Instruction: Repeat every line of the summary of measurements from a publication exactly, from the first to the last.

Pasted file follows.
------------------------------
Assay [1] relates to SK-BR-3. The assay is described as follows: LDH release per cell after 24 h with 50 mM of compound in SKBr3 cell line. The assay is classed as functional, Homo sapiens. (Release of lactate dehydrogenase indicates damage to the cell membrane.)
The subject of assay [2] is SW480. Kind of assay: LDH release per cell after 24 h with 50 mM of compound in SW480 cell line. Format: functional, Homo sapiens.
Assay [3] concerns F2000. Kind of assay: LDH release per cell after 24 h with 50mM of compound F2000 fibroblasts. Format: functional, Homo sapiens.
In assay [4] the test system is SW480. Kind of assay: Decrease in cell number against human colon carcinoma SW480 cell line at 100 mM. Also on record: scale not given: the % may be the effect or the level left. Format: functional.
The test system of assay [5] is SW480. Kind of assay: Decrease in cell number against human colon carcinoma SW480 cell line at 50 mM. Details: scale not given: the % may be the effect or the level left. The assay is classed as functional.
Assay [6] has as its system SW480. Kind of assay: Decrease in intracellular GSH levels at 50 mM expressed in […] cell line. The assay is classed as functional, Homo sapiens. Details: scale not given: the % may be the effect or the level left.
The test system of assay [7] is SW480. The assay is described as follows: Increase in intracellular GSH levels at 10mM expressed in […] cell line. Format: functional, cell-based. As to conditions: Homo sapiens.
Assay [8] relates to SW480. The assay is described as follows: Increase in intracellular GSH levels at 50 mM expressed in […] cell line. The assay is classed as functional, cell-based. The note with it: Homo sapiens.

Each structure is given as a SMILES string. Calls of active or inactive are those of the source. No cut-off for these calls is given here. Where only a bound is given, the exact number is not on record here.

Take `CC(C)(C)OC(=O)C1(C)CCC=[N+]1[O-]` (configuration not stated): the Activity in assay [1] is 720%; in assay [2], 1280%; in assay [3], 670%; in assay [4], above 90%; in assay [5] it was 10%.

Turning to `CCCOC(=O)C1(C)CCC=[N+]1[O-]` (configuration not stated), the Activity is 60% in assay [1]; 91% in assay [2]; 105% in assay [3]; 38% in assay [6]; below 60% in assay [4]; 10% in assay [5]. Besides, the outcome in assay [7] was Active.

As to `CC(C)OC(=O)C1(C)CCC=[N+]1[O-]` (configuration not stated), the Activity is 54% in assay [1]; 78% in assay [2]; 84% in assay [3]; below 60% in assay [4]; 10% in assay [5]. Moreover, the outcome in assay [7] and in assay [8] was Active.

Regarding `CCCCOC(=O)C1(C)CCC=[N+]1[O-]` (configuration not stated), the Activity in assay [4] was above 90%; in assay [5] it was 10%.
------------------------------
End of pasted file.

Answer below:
Assay [1] relates to SK-BR-3. The assay is described as follows: LDH release per cell after 24 h with 50 mM of compound in SKBr3 cell line. The assay is classed as functional, Homo sapiens. (Release of lactate dehydrogenase indicates damage to the cell membrane.)
The subject of assay [2] is SW480. Kind of assay: LDH release per cell after 24 h with 50 mM of compound in SW480 cell line. Format: functional, Homo sapiens.
Assay [3] concerns F2000. Kind of assay: LDH release per cell after 24 h with 50mM of compound F2000 fibroblasts. Format: functional, Homo sapiens.
In assay [4] the test system is SW480. Kind of assay: Decrease in cell number against human colon carcinoma SW480 cell line at 100 mM. Also on record: scale not given: the % may be the effect or the level left. Format: functional.
The test system of assay [5] is SW480. Kind of assay: Decrease in cell number against human colon carcinoma SW480 cell line at 50 mM. Details: scale not given: the % may be the effect or the level left. The assay is classed as functional.
Assay [6] has as its system SW480. Kind of assay: Decrease in intracellular GSH levels at 50 mM expressed in […] cell line. The assay is classed as functional, Homo sapiens. Details: scale not given: the % may be the effect or the level left.
The test system of assay [7] is SW480. The assay is described as follows: Increase in intracellular GSH levels at 10mM expressed in […] cell line. Format: functional, cell-based. As to conditions: Homo sapiens.
Assay [8] relates to SW480. The assay is described as follows: Increase in intracellular GSH levels at 50 mM expressed in […] cell line. The assay is classed as functional, cell-based. The note with it: Homo sapiens.

Each structure is given as a SMILES string. Calls of active or inactive are those of the source. No cut-off for these calls is given here. Where only a bound is given, the exact number is not on record here.

Take `CC(C)(C)OC(=O)C1(C)CCC=[N+]1[O-]` (configuration not stated): the Activity in assay [1] is 720%; in assay [2], 1280%; in assay [3], 670%; in assay [4], above 90%; in assay [5] it was 10%.

Turning to `CCCOC(=O)C1(C)CCC=[N+]1[O-]` (configuration not stated), the Activity is 60% in assay [1]; 91% in assay [2]; 105% in assay [3]; 38% in assay [6]; below 60% in assay [4]; 10% in assay [5]. Besides, the outcome in assay [7] was Active.

As to `CC(C)OC(=O)C1(C)CCC=[N+]1[O-]` (configuration not stated), the Activity is 54% in assay [1]; 78% in assay [2]; 84% in assay [3]; below 60% in assay [4]; 10% in assay [5]. Moreover, the outcome in assay [7] and in assay [8] was Active.

Regarding `CCCCOC(=O)C1(C)CCC=[N+]1[O-]` (configuration not stated), the Activity in assay [4] was above 90%; in assay [5] it was 10%.